The character of Kate in John Steinbeck’s East of Eden. I’m not really sure if this character was meant to be taken seriously or what, but this woman is truly “bad to the bone.” And every time she enters a scene, one is riveted! She is amoral, smart, beautiful, good as all out hell in bed, and the picture of innocence.

  11. Martin says:

    Pre-ghost Scrooge is clearly something of a villain, although his villainy is a side-effect of his miserliness. He has a clear sociopathic lack of empathy until shown the error of his ways!
    I suppose Hannibal Lecter would be the rather over exposed Moriarty of our generation with added cannibalism and a tendency to work alone.

  12. Wayne Mook says:

    I’ve always liked The Joker, especially the tall lanky version. Originally it was more like a John Dickson Carr story with a Edgar Wallace villain with plenty pulp colour.

    Jekyll & Hyde – for me both are the villain, Hyde’s brutality is shocking, the battle for dominance by the end of the tale, mental survival, is quite splendid.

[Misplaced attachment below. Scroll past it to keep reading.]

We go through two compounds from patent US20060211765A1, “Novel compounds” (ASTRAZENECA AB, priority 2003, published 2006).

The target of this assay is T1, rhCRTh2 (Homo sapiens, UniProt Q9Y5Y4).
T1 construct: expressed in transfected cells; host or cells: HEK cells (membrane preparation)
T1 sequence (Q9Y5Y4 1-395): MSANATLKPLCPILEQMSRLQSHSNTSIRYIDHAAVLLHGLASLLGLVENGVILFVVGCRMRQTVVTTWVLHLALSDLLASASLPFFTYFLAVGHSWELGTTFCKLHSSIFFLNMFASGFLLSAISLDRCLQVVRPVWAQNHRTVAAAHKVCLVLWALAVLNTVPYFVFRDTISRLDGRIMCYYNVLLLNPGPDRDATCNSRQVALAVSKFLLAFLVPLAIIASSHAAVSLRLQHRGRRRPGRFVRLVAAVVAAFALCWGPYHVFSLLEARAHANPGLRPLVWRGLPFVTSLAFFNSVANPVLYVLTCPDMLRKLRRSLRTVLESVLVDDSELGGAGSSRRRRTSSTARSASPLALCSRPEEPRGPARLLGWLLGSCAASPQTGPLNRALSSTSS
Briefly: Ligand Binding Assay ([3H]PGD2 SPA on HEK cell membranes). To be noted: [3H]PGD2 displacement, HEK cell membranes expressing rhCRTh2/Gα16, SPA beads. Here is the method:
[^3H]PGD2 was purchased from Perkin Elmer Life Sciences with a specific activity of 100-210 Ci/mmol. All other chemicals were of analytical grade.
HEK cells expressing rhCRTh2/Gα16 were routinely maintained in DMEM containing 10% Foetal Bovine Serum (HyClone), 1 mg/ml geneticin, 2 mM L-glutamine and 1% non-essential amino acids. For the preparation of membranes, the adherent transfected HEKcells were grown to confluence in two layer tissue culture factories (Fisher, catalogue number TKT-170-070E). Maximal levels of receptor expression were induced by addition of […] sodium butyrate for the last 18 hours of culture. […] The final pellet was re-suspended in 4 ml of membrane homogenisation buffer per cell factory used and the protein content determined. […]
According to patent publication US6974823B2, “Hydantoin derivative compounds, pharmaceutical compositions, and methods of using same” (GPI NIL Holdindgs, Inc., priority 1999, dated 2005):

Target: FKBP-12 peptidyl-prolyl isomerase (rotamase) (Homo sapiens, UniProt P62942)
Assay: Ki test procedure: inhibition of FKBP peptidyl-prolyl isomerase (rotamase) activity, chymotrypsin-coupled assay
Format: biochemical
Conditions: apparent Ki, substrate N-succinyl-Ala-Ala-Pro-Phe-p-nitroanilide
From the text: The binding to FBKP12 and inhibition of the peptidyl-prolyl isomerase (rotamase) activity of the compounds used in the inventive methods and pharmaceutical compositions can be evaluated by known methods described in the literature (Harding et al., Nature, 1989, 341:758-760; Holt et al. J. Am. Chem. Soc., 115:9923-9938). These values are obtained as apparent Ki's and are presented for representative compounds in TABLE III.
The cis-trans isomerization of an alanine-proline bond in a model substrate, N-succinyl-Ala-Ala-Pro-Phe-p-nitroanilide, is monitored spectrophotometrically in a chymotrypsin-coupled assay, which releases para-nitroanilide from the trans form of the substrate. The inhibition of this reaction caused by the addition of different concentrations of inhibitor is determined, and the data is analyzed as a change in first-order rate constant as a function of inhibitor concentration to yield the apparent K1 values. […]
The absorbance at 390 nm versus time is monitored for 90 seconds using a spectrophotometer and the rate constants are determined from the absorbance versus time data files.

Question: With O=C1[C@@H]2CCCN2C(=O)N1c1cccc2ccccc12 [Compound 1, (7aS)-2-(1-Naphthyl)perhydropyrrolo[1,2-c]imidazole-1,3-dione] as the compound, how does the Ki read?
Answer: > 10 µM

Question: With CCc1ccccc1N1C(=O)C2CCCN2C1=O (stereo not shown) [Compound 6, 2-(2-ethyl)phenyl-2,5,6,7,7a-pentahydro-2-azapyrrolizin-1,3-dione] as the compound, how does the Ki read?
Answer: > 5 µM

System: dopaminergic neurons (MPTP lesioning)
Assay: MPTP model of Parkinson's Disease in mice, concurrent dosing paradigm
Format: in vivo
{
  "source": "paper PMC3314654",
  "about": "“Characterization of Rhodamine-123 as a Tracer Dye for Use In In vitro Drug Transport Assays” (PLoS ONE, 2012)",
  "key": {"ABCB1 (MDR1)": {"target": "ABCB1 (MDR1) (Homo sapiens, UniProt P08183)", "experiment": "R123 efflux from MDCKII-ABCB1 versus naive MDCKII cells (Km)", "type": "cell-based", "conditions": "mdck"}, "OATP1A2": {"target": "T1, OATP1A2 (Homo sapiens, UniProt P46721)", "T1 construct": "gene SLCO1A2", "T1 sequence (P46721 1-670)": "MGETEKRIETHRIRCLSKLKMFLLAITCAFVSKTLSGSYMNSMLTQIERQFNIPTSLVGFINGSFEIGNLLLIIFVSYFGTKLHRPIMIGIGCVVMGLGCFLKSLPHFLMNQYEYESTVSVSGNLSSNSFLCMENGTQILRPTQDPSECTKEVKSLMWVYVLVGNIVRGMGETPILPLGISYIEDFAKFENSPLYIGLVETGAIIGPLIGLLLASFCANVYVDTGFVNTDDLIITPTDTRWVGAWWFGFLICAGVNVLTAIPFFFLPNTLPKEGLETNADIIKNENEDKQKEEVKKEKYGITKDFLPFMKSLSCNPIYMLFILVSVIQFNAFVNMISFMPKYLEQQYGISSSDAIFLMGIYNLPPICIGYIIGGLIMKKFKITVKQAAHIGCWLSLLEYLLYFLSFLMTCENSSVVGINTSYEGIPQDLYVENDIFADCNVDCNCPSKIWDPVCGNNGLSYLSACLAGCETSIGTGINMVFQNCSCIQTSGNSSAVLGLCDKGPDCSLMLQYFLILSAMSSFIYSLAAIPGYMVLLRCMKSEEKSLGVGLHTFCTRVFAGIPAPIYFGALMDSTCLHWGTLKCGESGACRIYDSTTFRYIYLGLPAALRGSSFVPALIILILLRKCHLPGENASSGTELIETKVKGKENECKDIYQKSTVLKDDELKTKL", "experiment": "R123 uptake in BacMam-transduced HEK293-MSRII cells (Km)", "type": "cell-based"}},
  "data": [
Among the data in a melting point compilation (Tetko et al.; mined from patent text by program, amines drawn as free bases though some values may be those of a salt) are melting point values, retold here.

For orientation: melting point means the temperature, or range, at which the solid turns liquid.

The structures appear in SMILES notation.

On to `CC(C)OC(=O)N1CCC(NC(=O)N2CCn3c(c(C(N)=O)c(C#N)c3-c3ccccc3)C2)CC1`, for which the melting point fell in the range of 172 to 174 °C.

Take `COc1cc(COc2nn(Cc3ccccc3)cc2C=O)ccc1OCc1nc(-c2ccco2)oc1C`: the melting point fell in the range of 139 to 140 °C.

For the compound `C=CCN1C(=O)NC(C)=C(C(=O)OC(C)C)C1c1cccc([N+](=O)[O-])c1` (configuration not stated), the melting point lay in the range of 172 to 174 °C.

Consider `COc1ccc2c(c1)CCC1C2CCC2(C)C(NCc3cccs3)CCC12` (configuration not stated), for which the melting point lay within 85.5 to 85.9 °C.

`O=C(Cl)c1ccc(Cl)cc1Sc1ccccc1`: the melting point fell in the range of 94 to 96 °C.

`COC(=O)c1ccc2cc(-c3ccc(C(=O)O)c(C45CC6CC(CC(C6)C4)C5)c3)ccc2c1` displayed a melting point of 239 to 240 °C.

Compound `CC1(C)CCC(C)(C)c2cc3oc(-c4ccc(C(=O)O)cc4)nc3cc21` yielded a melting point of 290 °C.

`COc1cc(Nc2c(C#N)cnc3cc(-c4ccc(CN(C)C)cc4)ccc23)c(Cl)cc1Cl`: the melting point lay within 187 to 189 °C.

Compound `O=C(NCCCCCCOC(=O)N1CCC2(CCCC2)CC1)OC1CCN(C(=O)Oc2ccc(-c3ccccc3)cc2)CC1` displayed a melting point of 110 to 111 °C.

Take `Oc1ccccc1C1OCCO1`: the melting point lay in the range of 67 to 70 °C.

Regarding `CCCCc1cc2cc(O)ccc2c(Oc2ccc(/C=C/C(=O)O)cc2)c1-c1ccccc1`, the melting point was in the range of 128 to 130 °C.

A lot of villains I like though are just flawed human being, not extravagant blusterers, at least with Trump around you can put a really over the top villain in place and nobody can accuse of being unrealistic. the question is how would you describe that haircut? A lacquered, monument to vanity.


  13. Patrick Kilgallon says:

    It seems to me that two things that made Moriarty such a wonderful villain were that he appeared almost invisible and to be at least a match Holmes in cleverness, ingenuity and determination. Few villains since have struck me as having had those qualities. The one that immediately sprung to my mind when I saw the question was a certain Mr Fox.

  14. Helen Martin says:

    Mr. Fox of a certainty – he chills you right through. Because Holmes did away with Moriarty Laurie King couldn’t use him but having his daughter share her father’s abilities and intelligence gave Holmes a real run, literally since Holmes and Russell have to actually leave the country and go into hiding to prepare for the show down.